Gratitude is such a powerful process.

You might be wondering what gratitude really is. I believe that gratitude is the quality of feeling or being thankful or grateful, which is an appreciation of something received. This does not have to be a material item.

So many studies show us how important gratitude is in our lives. For example, a study by Dr. Robert Emmons reveals that cultivating gratitude increased overall happiness levels in his participants by 25%.

In one study conducted by the Great Good Science Center, those that practiced gratitude consistently reported the following benefits:

● Stronger immune systems
● Lower blood pressure
● Higher levels of positive emotions
● More joy, optimism, and happiness
● Acting with more generosity and compassion
● Feeling less alone and isolated

“Gratitude is not only the greatest of virtues but the parent of all the others” ~ Cicero

What I love so much about gratitude is that it does not involve equipment or expense. It is all about the work that goes on in our heads and our hearts. It is a mindset, a lifestyle. It is not just about good manners — it extends way beyond material possessions. It allows us to see our situation in a way that can open up our thinking to new solutions, especially when we are fearful, overwhelmed or feeling an imbalance.

Gratitude is a powerful and magical force — what you focus on truly does grow. The more grateful you are, the more you find things to be grateful for. Gratitude puts situations in perspective – when we see the good as well as the bad, it becomes more difficult to stay focused on the things that keep us in “complaining mode”.

“No matter how hard you try, it is impossible to be grateful and depressed.” ~ Robert Holden

Gratitude is a free gift that we can offer to ourselves and the world. Gratitude keeps on giving and regenerates itself as we use it. Gratitude can help break down barriers, resentments, allowing for forgiveness, and opens ourselves to feelings of love, peace, and compassion.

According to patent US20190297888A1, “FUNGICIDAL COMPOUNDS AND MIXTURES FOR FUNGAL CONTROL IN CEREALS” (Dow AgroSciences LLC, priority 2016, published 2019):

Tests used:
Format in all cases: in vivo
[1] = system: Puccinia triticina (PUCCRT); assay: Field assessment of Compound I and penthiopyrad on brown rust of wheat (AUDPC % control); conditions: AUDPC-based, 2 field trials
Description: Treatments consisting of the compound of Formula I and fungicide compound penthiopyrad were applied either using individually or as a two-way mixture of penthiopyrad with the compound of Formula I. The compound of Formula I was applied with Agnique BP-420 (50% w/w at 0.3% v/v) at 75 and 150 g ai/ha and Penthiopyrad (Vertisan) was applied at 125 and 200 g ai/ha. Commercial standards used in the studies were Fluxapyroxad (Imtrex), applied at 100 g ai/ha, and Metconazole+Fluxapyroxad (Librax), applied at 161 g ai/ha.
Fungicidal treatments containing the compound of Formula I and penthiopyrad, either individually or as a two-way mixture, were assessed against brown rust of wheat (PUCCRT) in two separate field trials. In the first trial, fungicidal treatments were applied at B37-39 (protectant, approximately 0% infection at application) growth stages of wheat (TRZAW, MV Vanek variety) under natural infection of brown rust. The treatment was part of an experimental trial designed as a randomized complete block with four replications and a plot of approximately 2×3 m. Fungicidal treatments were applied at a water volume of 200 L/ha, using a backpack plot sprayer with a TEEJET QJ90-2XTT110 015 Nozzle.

“Gratitude is a currency we can mint for ourselves and spend without fear of bankruptcy.”
~ Fred De Witt Van Amburgh

There is a catch, though — it does require a daily practice in order to build the gratitude muscle. It is just like going to the gym. Here are a few simple techniques to practice gratitude, individually or with your family:

● Create a “Gratitude Journal”, to track the good things, events, or gifts you see in yourself and in others.
● Use visual reminders for yourself to keep your gratitude in front of you.
● Focus on prayers or meditations that offer you gratitude each day.
● Create an exercise or practice every night with family offering gratitude.
● Take the bad and reframe it so that you can find a way to be grateful for the lessons in life (for they are important, too).
● Be grateful for your breath every day when you wake up. Isn’t that a gift?
● Begin each day by thanking God, spirituality, something for your life that guides you.
● Be grateful for those in your life – extend your appreciation to them.
● Give at least one compliment daily.
● Invite someone to share in your appreciation (sunset, sunrise).
● Be grateful for your body and its abilities as you engage in exercise.

And here is a challenge we can try together: Commit to not complaining, gossiping or criticizing for a period of time. You probably don’t engage in that anyway, right?

Showing gratitude for one another is not only simple but also one of the most powerful things we can do for each other. How do you foster this in your life, workplace, home, and family? Translating this to our kids and family is such an important task.

Here are a few ideas:

● When you encounter a challenging situation with your child, together, find the silver lining. Talk about the good that came out of the situation, and how even the most challenging lessons can serve a purpose.
● Give at least one compliment daily.
● Invite your child to share something you are appreciating.
● Make do with less, for a week or a month. This can be a great family project.
● Have your child pitch in and save up for something that they truly want, instead of buying it for them.
● Schedule acts of service as a family. Come together to brainstorm ideas.
● Create a gratitude jar for the family to participate in. Write down things you are grateful for, things a family member has done that make you feel good, etc. When it’s needed most, pull something out and read it together.
● Give thanks out loud – to your children and to others in your life – modeling your own gratitude.
● Look for the teachable moments.
● Write thank-you notes, or notes acknowledging others just because.

We can all benefit from being more intentional about showing gratitude. By incorporating this feeling into our daily lives, we can reframe the way in which we experience both the good and not-so-good parts of everyday life.

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